The Remains of the Day Paperback – Jun 1993
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The novel's narrator, Stevens, is a perfect English butler who tries to give his narrow existence form and meaning through the self-effacing, almost mystical practice of his profession. In a career that spans the second World War, Stevens is oblivious of the real life that goes on around him -- oblivious, for instance, of the fact that his aristocrat employer is a Nazi sympathizer. Still, there are even larger matters at stake in this heartbreaking, pitch-perfect novel -- namely, Stevens' own ability to allow some bit of life-affirming love into his tightly repressed existence. --This text refers to an alternate Paperback edition.
From Publishers Weekly
Greeted with high praise in England, where it seems certain to be shortlisted for the Booker Prize, Ishiguro's third novel (after An Artist of the Floating World ) is a tour de force-- both a compelling psychological study and a portrait of a vanished social order. Stevens, an elderly butler who has spent 30 years in the service of Lord Darlington, ruminates on the past and inadvertently slackens his rigid grip on his emotions to confront the central issues of his life. Glacially reserved, snobbish and humorless, Stevens has devoted his life to his concept of duty and responsibility, hoping to reach the pinnacle of his profession through totally selfless dedication and a ruthless suppression of sentiment. Having made a virtue of stoic dignity, he is proud of his impassive response to his father's death and his "correct" behavior with the spunky former housekeeper, Miss Kenton. Ishiguro builds Stevens's character with precisely controlled details, creating irony as the butler unwittingly reveals his pathetic self-deception. In the poignant denouement, Stevens belatedly realizes that he has wasted his life in blind service to a foolish man and that he has never discovered "the key to human warmth." While it is not likely to provoke the same shocks of recognition as it did in Britain, this insightful, often humorous and moving novel should significantly enhance Ishiguro's reputation here.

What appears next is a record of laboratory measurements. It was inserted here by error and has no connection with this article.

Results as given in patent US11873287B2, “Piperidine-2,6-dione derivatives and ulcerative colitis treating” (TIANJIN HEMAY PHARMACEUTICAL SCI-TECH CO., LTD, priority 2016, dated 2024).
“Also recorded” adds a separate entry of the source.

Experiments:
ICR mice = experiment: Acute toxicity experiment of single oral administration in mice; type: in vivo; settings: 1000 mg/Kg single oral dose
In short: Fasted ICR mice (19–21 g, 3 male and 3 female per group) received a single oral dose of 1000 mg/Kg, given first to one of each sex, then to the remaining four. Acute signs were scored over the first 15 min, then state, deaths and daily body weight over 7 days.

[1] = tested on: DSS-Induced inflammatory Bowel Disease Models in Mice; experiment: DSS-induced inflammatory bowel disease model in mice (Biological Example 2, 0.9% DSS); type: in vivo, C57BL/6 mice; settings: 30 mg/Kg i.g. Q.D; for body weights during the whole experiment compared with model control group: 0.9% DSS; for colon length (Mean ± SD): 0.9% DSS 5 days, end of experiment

Copyright 1989 Reed Business Information, Inc. --This text refers to the Hardcover edition.
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Top Customer Reviews
By Kazuo Ishiguro
Faber and Faber, 1989.
"It seems increasingly likely that I really will undertake the expedition that has been preoccupying my imagination now for some days."